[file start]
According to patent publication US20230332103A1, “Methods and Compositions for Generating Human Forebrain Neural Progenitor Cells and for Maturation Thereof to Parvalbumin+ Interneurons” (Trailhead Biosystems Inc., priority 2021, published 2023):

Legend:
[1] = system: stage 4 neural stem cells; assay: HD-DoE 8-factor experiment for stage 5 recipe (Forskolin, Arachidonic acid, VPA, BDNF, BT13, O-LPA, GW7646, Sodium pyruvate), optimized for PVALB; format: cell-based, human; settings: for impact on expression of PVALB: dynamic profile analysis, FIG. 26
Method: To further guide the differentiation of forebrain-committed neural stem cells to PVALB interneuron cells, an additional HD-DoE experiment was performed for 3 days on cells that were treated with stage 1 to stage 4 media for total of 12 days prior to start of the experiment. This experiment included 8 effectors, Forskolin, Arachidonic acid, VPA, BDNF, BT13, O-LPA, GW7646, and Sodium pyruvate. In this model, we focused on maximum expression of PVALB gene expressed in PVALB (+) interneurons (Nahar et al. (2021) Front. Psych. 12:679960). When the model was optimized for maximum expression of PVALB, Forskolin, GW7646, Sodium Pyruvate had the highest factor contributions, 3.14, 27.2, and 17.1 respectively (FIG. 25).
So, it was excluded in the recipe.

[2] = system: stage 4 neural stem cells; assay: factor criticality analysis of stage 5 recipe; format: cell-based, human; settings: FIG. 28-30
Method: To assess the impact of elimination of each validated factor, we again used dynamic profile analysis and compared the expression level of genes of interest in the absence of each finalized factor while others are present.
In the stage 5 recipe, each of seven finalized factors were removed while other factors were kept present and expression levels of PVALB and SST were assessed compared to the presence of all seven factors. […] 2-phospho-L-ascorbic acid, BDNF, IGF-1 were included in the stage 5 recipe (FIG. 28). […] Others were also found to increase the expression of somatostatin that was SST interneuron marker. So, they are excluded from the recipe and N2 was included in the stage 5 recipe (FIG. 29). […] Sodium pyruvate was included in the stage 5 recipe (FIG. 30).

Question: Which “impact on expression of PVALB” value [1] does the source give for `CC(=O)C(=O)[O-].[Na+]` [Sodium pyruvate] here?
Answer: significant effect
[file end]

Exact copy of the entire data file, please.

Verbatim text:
According to patent publication US20230332103A1, “Methods and Compositions for Generating Human Forebrain Neural Progenitor Cells and for Maturation Thereof to Parvalbumin+ Interneurons” (Trailhead Biosystems Inc., priority 2021, published 2023):

Legend:
[1] = system: stage 4 neural stem cells; assay: HD-DoE 8-factor experiment for stage 5 recipe (Forskolin, Arachidonic acid, VPA, BDNF, BT13, O-LPA, GW7646, Sodium pyruvate), optimized for PVALB; format: cell-based, human; settings: for impact on expression of PVALB: dynamic profile analysis, FIG. 26
Method: To further guide the differentiation of forebrain-committed neural stem cells to PVALB interneuron cells, an additional HD-DoE experiment was performed for 3 days on cells that were treated with stage 1 to stage 4 media for total of 12 days prior to start of the experiment. This experiment included 8 effectors, Forskolin, Arachidonic acid, VPA, BDNF, BT13, O-LPA, GW7646, and Sodium pyruvate. In this model, we focused on maximum expression of PVALB gene expressed in PVALB (+) interneurons (Nahar et al. (2021) Front. Psych. 12:679960). When the model was optimized for maximum expression of PVALB, Forskolin, GW7646, Sodium Pyruvate had the highest factor contributions, 3.14, 27.2, and 17.1 respectively (FIG. 25).
So, it was excluded in the recipe.

[2] = system: stage 4 neural stem cells; assay: factor criticality analysis of stage 5 recipe; format: cell-based, human; settings: FIG. 28-30
Method: To assess the impact of elimination of each validated factor, we again used dynamic profile analysis and compared the expression level of genes of interest in the absence of each finalized factor while others are present.
In the stage 5 recipe, each of seven finalized factors were removed while other factors were kept present and expression levels of PVALB and SST were assessed compared to the presence of all seven factors. […] 2-phospho-L-ascorbic acid, BDNF, IGF-1 were included in the stage 5 recipe (FIG. 28). […] Others were also found to increase the expression of somatostatin that was SST interneuron marker. So, they are excluded from the recipe and N2 was included in the stage 5 recipe (FIG. 29). […] Sodium pyruvate was included in the stage 5 recipe (FIG. 30).

Question: Which “impact on expression of PVALB” value [1] does the source give for `CC(=O)C(=O)[O-].[Na+]` [Sodium pyruvate] here?
Answer: significant effect